“The purpose of life is to live it, to taste experience to the utmost, to reach out eagerly and without fear for newer and richer experience.”
― Eleanor Roosevelt
*Note this is a review for the “First Quest” of The Legend of Zelda.
If you say to yourself “Well, pootie. I’d like to read about this ‘Second Quest‘…” then just click the link!
Released on the FCD in 1986 and then NES in 1987, Nintendo’s The Legend of Zelda is the oldest game I’ve reviewed, so far. It proved to be… heh… game-changing for the gaming industry. It was revolutionary, combining elements of action-adventure with exploration with puzzle-solving with fantasy storytelling. It was the first game ever on any home console to come with an internal battery for saving data. Yes, you can thank The Legend of Zelda for pioneering the way for you to be able to save your game.
But what’s particularly astounding about it in lieu of its age is twofold: the scope of its adventure and the fact that so much of the franchise that was built on its shoulders took its direct cues from this first installment.
Let’s talk about that latter matter first.
The basic outline for nearly every Zelda game to come is all to be found here: there’s the titular princess, of course, not to be confused the hero of the tale, a boy named Link, who definitely does not have a girl’s name. Link himself would later go on to protagonize many other games and become one of Nintendo’s most prominent characters. Then there’s Ganon (originally spelled “Gannon”) and the Triforce and the eternal struggle between good and evil in Hyrule. There’s also the iconic music, the “overworld”, the various recurring equipment like the bow and arrows, bombs and boomerangs, the dungeons, dungeon maps and keys and compasses, a musical wind-instrument, the progenitor of the Master Sword (here known as the Magic Sword), and the obligatory raising of the item above your head whenever you pick it up (da da da daaaaaa!). There are items that even affect Link’s elfin outfit from green to blue to red.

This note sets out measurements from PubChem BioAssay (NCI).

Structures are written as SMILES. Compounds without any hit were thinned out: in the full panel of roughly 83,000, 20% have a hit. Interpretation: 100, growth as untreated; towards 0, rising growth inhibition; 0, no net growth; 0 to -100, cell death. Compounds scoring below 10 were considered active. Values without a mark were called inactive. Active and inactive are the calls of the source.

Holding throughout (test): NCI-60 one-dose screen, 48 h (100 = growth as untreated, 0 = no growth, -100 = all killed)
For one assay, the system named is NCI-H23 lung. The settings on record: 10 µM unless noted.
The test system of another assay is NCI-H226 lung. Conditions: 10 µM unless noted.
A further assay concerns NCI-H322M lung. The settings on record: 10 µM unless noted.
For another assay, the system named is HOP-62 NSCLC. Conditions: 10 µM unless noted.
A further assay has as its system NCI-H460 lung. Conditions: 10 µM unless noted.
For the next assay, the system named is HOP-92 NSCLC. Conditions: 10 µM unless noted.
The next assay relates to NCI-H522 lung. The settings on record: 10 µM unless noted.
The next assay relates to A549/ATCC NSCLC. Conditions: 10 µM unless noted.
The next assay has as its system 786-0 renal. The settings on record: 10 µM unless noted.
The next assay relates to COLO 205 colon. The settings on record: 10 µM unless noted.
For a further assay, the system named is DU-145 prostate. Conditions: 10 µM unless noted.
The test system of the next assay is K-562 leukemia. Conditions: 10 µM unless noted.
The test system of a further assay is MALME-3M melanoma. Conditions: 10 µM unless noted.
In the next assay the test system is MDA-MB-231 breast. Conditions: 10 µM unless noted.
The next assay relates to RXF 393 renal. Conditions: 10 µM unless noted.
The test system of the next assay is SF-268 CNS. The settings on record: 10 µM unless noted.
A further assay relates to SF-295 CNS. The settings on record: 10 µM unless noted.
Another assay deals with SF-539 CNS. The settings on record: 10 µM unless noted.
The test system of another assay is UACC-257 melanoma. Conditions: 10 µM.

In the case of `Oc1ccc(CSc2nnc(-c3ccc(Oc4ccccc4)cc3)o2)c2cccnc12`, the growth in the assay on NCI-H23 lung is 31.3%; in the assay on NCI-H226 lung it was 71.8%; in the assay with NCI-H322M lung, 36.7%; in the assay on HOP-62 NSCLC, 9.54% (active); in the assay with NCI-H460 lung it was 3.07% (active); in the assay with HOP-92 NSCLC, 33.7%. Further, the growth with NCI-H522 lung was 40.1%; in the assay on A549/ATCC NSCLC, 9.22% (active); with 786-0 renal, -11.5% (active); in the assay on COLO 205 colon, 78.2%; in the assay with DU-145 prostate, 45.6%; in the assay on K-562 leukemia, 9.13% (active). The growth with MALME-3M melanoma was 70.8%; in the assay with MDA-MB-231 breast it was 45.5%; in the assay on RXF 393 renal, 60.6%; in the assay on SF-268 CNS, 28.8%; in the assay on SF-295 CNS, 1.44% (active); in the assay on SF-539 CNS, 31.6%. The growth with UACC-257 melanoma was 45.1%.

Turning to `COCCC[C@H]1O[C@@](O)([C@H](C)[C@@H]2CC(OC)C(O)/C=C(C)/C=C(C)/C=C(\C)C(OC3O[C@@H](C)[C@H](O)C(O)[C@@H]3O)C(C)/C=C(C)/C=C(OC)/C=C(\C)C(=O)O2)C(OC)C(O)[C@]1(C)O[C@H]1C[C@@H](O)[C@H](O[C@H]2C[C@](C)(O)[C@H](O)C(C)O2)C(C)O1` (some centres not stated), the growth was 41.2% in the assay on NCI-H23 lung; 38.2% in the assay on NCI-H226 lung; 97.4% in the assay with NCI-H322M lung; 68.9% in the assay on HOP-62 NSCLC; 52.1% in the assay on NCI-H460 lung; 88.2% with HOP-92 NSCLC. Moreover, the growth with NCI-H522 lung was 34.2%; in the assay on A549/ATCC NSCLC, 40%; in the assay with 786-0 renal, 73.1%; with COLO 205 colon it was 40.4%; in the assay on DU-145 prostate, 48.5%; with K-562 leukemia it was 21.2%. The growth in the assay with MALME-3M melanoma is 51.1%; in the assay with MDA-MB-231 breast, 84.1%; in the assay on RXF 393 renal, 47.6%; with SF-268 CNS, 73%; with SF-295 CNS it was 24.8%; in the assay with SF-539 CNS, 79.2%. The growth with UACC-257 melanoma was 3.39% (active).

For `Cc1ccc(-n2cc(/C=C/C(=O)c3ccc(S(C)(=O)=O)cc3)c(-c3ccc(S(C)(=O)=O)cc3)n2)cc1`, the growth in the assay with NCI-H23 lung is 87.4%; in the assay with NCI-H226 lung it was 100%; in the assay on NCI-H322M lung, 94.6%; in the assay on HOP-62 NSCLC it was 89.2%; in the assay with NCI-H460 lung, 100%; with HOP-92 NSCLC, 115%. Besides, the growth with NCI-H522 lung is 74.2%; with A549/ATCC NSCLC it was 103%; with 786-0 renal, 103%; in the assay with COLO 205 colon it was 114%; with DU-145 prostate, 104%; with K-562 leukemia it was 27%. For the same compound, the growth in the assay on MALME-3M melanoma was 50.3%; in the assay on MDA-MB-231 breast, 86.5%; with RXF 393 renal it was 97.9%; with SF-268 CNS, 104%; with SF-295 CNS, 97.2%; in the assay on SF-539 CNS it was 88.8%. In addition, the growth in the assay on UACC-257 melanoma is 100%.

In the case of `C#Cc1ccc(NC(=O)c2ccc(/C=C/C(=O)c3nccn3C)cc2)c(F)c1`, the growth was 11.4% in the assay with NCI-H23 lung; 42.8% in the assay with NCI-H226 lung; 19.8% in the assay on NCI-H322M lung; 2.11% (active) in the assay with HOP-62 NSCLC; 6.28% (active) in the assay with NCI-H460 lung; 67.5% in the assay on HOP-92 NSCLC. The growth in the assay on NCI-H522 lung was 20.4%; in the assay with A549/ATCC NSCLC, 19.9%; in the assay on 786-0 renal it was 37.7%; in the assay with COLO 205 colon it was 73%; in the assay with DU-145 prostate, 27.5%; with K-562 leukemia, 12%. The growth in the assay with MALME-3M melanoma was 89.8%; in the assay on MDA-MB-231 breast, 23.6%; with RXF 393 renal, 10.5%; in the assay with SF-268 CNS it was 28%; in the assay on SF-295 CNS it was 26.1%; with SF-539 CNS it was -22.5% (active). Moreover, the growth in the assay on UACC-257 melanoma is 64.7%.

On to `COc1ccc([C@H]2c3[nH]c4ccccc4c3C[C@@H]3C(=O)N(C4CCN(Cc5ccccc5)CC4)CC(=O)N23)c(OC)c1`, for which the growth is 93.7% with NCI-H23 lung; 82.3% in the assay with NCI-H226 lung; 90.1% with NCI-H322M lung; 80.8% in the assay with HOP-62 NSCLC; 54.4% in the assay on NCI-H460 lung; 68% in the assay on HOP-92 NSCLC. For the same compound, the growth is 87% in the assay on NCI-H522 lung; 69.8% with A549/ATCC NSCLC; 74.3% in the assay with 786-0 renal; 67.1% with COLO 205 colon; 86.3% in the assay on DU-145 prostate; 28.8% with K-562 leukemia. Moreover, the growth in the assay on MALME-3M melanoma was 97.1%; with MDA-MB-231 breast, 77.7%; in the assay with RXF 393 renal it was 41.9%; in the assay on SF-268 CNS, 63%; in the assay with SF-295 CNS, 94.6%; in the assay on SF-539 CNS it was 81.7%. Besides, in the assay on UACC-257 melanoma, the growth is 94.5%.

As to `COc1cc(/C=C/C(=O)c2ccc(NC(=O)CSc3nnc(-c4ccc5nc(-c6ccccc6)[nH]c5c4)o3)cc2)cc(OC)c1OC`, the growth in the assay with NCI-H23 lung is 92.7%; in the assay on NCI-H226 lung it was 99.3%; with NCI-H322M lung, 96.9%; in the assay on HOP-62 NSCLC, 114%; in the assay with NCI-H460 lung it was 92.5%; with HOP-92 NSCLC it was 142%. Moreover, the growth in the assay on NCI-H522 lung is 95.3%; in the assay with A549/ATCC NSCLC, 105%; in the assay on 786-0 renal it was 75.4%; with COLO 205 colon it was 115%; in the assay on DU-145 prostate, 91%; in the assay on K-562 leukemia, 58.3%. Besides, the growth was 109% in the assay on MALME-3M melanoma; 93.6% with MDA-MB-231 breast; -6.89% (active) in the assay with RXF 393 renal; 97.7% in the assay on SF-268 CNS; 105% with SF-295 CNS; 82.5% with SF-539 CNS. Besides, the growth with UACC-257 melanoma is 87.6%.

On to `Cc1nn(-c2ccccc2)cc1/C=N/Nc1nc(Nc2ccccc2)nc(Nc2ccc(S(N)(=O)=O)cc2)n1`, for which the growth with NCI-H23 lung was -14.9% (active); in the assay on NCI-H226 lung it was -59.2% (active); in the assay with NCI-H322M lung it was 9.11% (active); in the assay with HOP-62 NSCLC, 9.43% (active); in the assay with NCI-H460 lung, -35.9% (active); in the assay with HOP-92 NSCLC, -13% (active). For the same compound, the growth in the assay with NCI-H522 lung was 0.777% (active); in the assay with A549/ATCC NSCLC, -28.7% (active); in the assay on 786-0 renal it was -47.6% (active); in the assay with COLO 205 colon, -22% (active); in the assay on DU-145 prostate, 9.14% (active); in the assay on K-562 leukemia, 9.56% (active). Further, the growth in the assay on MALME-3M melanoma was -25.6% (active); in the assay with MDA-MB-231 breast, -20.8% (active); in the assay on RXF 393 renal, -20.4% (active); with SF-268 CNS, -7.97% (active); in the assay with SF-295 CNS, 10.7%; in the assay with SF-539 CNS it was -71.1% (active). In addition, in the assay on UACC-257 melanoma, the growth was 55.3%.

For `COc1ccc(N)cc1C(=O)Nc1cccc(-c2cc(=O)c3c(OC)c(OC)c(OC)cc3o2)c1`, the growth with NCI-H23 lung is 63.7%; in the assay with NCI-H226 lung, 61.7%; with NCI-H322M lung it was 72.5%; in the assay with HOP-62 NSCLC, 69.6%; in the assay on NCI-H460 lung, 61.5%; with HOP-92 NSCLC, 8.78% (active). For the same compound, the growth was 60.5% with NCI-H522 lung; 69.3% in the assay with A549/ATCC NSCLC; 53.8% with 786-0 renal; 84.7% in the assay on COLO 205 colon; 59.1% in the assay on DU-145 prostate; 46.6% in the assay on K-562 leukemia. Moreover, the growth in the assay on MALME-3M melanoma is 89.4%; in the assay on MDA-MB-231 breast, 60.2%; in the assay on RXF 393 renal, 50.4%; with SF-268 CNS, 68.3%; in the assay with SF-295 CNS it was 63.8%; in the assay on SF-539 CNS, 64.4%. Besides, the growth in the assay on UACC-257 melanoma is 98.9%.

The blueprints for the rest of the franchise and all its recurring themes were already made in the NES and it was The Legend of Zelda not Zelda II: The Adventure of Link that really put this series on course to being one of the longest-lived, most recognizable, and most revered franchises in gaming history.
Then there’s the sheer scope of the adventure. It’s typical high fantasy but near as I can tell it is pretty much peerless in terms of how vast it is, among contemporaries. I mean, this game is huge. It seems it even sacrificed more detailed graphics and more musical tracks for the sake of more areas and more dungeons. The world map of Hyrule is vast and it is easy to get lost without a guide or FAQ. I remember wandering endlessly when I was a kid, poking around in forests and mountains for secrets. Plenty of those to be found. Numerous secret holes behind walls can only be revealed with bombs (and this title in the Zelda franchise gives you no visual suggestions as to where exactly those hidden entryways might be) and are there are stairways tucked under boulders and trees and statues and even bodies of water.